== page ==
Today’s post comes from Renee in North Dakota.
We have one television, and it is in our family room in the basement. We rarely go downstairs to watch TV. I haven’t seen any live coverage of either of the recent political conventions. I couldn’t bring myself to watch the first, and, although I identify as a Democrat, I haven’t made time to watch the second, either. My father adored Hillary Clinton, and I know he would be watching the convention were he here.
My father’s family has a long history of being Democrats. I recently discovered that my paternal grandfather’s uncles were ultra-dedicated Democrats and had pretty interesting lives.
George (b. 1869) and Martin (b. 1871) Freerks, my Grandfather Boomgaarden’s uncles, were born in Pekin, Illinois and grew up in Parkersburg, IA. They were the children of German/Friesland immigrants. English was their second language. Neither boy attended much school as children or teens, as they had to help on the farm. Martin estimated he attended 90 days of school his whole life. Despite their lack of education, both managed to independently study for the bar exam and became lawyers in Kansas and North Dakota.
George (Gerhard) was a North Dakota delegate to the Democratic National Conventions in 1896 and 1900. I imagine him listening to William Jennings Bryan’s famous “Cross of Gold” speech in Chicago in 1896 (“You shall not crucify mankind upon a cross of gold”). He named one of his sons Horace Jennings Freerks, after the philosopher and the orator. George was the assistant city attorney in Wichita and ran unsuccessfully for Attorney General of Kansas around 1908. I guess Kansas was a really Republican state at the time, and George’s campaign was doomed from the start. I admire him for trying. He practiced law in Wahpeton, North Dakota with his brother, and eventually moved to Crosby, MN to be close to some iron mine investment property. He died in 1924.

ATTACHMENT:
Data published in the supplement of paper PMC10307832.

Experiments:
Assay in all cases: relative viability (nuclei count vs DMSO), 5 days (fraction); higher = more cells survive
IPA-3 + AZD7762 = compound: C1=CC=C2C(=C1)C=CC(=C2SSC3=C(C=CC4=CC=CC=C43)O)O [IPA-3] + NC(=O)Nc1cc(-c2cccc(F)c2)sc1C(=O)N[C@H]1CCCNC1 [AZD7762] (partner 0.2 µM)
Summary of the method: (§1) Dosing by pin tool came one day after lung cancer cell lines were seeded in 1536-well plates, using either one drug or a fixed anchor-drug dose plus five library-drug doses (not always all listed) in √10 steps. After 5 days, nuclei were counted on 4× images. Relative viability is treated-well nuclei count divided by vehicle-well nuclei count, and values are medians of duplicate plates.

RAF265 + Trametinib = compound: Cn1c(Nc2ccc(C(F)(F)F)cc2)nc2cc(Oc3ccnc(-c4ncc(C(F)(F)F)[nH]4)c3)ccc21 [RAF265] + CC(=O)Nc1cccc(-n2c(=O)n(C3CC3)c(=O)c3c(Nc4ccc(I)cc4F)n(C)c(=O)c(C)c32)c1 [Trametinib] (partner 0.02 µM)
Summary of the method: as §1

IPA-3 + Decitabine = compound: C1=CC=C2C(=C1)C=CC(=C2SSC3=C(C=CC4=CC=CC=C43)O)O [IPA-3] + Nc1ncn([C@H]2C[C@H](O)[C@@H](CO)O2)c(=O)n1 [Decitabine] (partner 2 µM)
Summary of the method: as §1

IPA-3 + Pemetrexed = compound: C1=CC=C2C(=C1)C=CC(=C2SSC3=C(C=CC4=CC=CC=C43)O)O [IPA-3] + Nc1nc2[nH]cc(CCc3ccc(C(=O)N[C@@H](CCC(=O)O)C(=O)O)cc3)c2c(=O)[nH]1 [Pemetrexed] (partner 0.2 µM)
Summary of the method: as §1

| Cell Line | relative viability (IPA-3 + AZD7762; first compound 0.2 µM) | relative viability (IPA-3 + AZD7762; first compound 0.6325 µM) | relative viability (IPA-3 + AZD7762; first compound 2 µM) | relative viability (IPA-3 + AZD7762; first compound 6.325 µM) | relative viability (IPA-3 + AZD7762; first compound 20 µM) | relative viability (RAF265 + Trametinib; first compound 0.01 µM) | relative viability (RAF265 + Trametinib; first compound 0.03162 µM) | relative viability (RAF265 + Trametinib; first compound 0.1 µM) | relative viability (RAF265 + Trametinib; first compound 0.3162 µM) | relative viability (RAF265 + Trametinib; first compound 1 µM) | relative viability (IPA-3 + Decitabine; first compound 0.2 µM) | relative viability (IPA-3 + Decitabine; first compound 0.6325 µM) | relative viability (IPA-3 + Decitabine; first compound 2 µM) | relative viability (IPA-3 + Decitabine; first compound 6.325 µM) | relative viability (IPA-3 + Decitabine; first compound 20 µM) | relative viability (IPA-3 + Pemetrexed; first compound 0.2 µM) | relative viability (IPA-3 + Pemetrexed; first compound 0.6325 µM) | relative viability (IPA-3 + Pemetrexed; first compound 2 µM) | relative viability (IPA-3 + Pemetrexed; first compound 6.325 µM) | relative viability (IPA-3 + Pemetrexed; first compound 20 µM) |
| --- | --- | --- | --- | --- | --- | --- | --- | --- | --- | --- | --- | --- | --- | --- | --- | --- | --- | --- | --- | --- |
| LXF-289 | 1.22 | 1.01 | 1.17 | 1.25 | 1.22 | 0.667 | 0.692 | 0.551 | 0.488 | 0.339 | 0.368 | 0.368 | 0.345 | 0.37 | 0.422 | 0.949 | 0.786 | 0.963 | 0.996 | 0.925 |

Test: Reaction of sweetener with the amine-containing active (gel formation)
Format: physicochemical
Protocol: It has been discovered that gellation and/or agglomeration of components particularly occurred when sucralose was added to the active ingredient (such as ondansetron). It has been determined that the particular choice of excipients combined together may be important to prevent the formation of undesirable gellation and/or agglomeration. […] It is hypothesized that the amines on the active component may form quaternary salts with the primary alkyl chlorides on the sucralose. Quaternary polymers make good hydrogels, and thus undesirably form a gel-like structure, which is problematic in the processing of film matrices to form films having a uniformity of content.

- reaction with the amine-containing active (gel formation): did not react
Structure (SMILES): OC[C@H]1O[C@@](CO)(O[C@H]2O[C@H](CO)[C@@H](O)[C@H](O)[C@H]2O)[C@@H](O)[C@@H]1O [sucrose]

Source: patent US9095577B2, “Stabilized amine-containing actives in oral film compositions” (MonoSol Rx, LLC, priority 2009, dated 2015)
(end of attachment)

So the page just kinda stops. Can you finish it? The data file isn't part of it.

Martin spent most of his professional life in Jamestown, ND. He changed his last name to Fredericks since people kept mispronouncing it as “Freaks”. He was deeply involved in the Non-Partisan League (NPL), a socialist party that was the precursor of North Dakota’s current Democratic Party and the subject of a wonderful film documentary called Northern Lights. The NPL is the reason why we have the Bank of North Dakota and the State Flour Mill. (Our current Republican governor is pretty glad for the State Bank, even though such an institution goes against his principles, as he intends to hit up the bank for a $100,000,000 loan to address revenue shortfalls). Martin’s son was the last person in North Dakota to successfully read for the Bar and was elected a district judge. His son married Lawrence Welk’s daughter.
I have, on occasion, considered running for our local school board or maybe even the city council. I don’t know if I have the patience or the thick skin necessary to do so. Our entire school board was voted out of office in a recall election about 15 years ago when they dared propose changing the team mascot name from the Midgets to something more politically correct. Image what might happen if I tried to initiate real and meaningful change. I might get run out of town!
What political office would you like to run for?